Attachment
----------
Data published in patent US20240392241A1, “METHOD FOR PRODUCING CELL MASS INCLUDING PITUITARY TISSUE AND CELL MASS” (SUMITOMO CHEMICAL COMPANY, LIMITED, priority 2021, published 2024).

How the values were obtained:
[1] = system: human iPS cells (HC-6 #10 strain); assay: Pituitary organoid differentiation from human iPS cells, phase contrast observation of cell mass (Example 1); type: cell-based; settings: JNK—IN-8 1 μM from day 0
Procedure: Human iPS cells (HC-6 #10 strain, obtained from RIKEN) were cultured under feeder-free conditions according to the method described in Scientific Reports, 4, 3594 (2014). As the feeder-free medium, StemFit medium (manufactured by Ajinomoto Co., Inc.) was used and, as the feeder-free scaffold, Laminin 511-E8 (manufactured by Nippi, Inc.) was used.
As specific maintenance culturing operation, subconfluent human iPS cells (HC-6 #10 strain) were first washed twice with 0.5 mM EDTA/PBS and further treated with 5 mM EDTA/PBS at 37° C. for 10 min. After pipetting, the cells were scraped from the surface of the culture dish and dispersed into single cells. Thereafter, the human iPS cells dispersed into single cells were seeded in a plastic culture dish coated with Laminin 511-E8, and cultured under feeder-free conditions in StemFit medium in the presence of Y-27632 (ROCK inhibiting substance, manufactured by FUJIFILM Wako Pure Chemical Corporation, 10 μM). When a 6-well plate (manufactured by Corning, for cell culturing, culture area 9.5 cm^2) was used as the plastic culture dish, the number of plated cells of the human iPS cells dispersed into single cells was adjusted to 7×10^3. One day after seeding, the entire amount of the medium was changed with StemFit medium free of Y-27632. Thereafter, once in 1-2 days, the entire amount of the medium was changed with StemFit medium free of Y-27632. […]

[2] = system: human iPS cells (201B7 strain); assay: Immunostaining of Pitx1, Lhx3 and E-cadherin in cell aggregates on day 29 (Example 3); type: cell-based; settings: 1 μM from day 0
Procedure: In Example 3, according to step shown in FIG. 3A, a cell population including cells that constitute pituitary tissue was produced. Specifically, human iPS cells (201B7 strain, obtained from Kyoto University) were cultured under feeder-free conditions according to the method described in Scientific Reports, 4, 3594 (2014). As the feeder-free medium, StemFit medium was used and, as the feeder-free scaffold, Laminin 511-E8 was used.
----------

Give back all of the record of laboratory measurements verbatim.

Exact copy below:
Data published in patent US20240392241A1, “METHOD FOR PRODUCING CELL MASS INCLUDING PITUITARY TISSUE AND CELL MASS” (SUMITOMO CHEMICAL COMPANY, LIMITED, priority 2021, published 2024).

How the values were obtained:
[1] = system: human iPS cells (HC-6 #10 strain); assay: Pituitary organoid differentiation from human iPS cells, phase contrast observation of cell mass (Example 1); type: cell-based; settings: JNK—IN-8 1 μM from day 0
Procedure: Human iPS cells (HC-6 #10 strain, obtained from RIKEN) were cultured under feeder-free conditions according to the method described in Scientific Reports, 4, 3594 (2014). As the feeder-free medium, StemFit medium (manufactured by Ajinomoto Co., Inc.) was used and, as the feeder-free scaffold, Laminin 511-E8 (manufactured by Nippi, Inc.) was used.
As specific maintenance culturing operation, subconfluent human iPS cells (HC-6 #10 strain) were first washed twice with 0.5 mM EDTA/PBS and further treated with 5 mM EDTA/PBS at 37° C. for 10 min. After pipetting, the cells were scraped from the surface of the culture dish and dispersed into single cells. Thereafter, the human iPS cells dispersed into single cells were seeded in a plastic culture dish coated with Laminin 511-E8, and cultured under feeder-free conditions in StemFit medium in the presence of Y-27632 (ROCK inhibiting substance, manufactured by FUJIFILM Wako Pure Chemical Corporation, 10 μM). When a 6-well plate (manufactured by Corning, for cell culturing, culture area 9.5 cm^2) was used as the plastic culture dish, the number of plated cells of the human iPS cells dispersed into single cells was adjusted to 7×10^3. One day after seeding, the entire amount of the medium was changed with StemFit medium free of Y-27632. Thereafter, once in 1-2 days, the entire amount of the medium was changed with StemFit medium free of Y-27632. […]

[2] = system: human iPS cells (201B7 strain); assay: Immunostaining of Pitx1, Lhx3 and E-cadherin in cell aggregates on day 29 (Example 3); type: cell-based; settings: 1 μM from day 0
Procedure: In Example 3, according to step shown in FIG. 3A, a cell population including cells that constitute pituitary tissue was produced. Specifically, human iPS cells (201B7 strain, obtained from Kyoto University) were cultured under feeder-free conditions according to the method described in Scientific Reports, 4, 3594 (2014). As the feeder-free medium, StemFit medium was used and, as the feeder-free scaffold, Laminin 511-E8 was used.